Real Estate Law

Remortgaging

Remortgaging, more often known as refinancing, is a process whereby a home loan borrower (the mortgagor) transfers their mortgage debt to a new lender (the mortgagee) while retaining the same real estate as security for the loan. Because mortgage laws are complicated and vary from state to state, it is best to consult with a real estate attorney in your state if you have concerns regarding the intricate process of remortgaging.

What’s the advantage of remortgaging? People may engage in the remortgage process to obtain more favorable interest rates, consolidate debt, and eliminate the necessity for mortgage insurance. With a lower interest rate, a homeowner can reduce their monthly payments on their current mortgage or remortgage deal.

In debt consolidation, the period over which the debt would need to be paid back may be increased or decreased depending on the new mortgage terms and the nature of the debts being consolidated. Finally, the requirement for mortgage insurance (also known as private mortgage insurance or PMI) may be eliminated when the homeowner’s equity reaches at least 20% of the home’s valuation.

Mortgage Term and Interest Rates

The term “remortgaging” is usually interchangeable with “refinancing” under U.S. law, except that “remortgaging” might also refer to remaining with the same current lender to pay off an existing mortgage using new debt rather than using a different lender. The most common reason for remortgaging or refinancing is to take advantage of more competitive interest rates available in the market.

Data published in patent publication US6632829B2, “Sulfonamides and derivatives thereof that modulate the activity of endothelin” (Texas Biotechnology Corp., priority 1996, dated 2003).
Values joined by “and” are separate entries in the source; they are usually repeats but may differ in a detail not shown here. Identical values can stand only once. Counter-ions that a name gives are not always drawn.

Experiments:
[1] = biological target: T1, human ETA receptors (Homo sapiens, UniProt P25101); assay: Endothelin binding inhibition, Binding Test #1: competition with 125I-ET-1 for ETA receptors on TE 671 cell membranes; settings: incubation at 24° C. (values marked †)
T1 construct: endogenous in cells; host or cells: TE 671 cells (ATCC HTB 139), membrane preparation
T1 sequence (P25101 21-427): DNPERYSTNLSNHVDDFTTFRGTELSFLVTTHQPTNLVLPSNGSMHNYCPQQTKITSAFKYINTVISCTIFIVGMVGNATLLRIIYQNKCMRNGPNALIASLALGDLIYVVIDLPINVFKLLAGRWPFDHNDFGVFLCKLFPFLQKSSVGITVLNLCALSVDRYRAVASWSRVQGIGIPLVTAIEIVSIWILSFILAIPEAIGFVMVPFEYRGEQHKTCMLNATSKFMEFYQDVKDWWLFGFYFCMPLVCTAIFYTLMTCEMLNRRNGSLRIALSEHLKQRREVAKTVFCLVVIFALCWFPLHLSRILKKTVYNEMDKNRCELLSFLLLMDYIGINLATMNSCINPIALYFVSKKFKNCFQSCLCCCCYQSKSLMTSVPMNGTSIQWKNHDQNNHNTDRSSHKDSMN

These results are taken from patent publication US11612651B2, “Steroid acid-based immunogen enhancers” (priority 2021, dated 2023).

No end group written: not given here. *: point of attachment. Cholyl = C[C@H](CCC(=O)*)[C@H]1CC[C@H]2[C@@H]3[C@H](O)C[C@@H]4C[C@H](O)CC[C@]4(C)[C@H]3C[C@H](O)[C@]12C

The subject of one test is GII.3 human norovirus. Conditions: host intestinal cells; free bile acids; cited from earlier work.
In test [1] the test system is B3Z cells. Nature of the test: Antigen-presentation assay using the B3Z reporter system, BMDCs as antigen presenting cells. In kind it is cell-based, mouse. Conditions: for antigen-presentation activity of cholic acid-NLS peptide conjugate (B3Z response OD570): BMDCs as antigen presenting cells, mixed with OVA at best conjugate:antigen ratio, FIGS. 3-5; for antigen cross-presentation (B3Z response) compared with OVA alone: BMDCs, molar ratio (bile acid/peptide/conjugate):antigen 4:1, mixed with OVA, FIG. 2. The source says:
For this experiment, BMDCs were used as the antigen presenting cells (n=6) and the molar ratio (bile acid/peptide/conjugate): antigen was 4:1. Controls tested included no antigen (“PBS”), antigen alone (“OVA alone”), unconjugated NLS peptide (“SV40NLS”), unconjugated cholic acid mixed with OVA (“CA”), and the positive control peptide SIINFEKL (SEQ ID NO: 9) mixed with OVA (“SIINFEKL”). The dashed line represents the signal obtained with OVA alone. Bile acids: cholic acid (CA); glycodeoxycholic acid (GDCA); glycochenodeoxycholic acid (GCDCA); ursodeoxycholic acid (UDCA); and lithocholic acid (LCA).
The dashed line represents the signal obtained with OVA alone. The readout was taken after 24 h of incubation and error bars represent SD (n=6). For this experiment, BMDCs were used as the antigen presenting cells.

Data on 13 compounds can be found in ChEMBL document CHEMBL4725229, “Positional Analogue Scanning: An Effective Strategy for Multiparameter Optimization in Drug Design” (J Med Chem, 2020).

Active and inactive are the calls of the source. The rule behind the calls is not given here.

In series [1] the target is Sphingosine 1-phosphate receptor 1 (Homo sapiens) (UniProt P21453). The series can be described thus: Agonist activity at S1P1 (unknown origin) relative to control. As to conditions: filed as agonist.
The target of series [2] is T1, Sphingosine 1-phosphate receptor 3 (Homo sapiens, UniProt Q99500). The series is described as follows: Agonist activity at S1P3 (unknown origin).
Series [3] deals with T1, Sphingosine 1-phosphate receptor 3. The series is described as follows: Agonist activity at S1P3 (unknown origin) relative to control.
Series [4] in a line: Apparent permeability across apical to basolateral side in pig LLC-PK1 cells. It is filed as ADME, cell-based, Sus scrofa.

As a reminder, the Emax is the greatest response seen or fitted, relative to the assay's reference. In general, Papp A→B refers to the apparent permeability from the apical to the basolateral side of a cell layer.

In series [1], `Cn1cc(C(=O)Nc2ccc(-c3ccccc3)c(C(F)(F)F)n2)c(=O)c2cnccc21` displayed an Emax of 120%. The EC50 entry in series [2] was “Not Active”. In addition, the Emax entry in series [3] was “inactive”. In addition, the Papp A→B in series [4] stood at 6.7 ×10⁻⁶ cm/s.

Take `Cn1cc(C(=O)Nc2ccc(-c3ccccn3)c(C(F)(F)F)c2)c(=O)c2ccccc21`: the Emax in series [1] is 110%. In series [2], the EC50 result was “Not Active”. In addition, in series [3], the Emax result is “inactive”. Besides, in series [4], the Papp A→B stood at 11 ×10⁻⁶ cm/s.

The interest rate on the mortgage is the amount of interest that a borrower must pay back to the lending bank during the life of the mortgage deal. For example, a thirty-year home loan may be locked into a fixed rate of five percent, a fixed-rate mortgage.

If the amount owed on the mortgage is $100,000, a five percent interest rate over the thirty-year life of the debt can mean tens of thousands of dollars in additional costs to finance the debt over three decades.

If economic conditions are favorable, banks might offer to refinance home loans at a lower rate. With a lower rate, a borrower may either be able to pay off the home sooner or, in the alternative, choose to keep the debt timeline the same (or go with an even longer-term) to lower their monthly repayments instead.

In the above example, this would mean either retaining the thirty-year schedule of mortgage payments but at a lower installment amount or keeping the installment amount the same in exchange for shortening the loan payback schedule to something closer to fifteen, ten, or five years.

Debt Consolidation

Refinancing to consolidate debt can allow a borrower to “cash out” equity in one’s home (based on the value of your property) to pay off other higher-interest debt. Sometimes the extra cash might also be used to make home improvements or pay off other expenses relating to the home.

For example, a homeowner who concurrently owes debt across various assets may wish to concentrate that debt into only one asset class. Suppose the homeowner owns significant amounts of high-interest debt on their vehicle and multiple credit cards. Here, the homeowner is indebted across different asset classes because money is owed not only on their residence (real estate) but also on their car and credit card accounts.